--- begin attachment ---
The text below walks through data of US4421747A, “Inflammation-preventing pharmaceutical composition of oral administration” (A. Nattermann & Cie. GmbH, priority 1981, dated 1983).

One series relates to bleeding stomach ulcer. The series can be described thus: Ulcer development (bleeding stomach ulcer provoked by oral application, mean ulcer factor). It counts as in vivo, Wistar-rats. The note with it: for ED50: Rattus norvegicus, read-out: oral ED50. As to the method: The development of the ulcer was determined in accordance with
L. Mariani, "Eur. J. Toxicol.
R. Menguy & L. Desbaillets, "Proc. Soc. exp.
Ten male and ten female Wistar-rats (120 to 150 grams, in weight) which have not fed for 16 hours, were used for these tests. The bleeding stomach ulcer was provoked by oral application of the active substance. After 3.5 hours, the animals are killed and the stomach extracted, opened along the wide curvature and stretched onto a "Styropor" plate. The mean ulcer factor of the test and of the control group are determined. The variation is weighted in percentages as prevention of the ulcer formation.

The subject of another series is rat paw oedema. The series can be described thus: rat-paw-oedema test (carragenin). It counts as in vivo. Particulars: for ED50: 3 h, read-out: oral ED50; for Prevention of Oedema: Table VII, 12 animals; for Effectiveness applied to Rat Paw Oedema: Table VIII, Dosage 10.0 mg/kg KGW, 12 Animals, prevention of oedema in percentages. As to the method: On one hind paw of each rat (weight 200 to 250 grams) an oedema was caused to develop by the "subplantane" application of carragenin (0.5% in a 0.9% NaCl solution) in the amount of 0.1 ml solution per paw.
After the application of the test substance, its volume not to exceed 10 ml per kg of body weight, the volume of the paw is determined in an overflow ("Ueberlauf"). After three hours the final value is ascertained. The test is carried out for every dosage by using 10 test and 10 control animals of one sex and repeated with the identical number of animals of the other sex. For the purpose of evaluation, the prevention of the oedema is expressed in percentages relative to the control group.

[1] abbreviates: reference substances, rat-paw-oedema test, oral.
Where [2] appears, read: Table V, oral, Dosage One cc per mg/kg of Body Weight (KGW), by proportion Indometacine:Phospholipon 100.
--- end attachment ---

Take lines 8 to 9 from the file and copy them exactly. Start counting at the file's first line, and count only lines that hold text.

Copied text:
[1] abbreviates: reference substances, rat-paw-oedema test, oral.
Where [2] appears, read: Table V, oral, Dosage One cc per mg/kg of Body Weight (KGW), by proportion Indometacine:Phospholipon 100.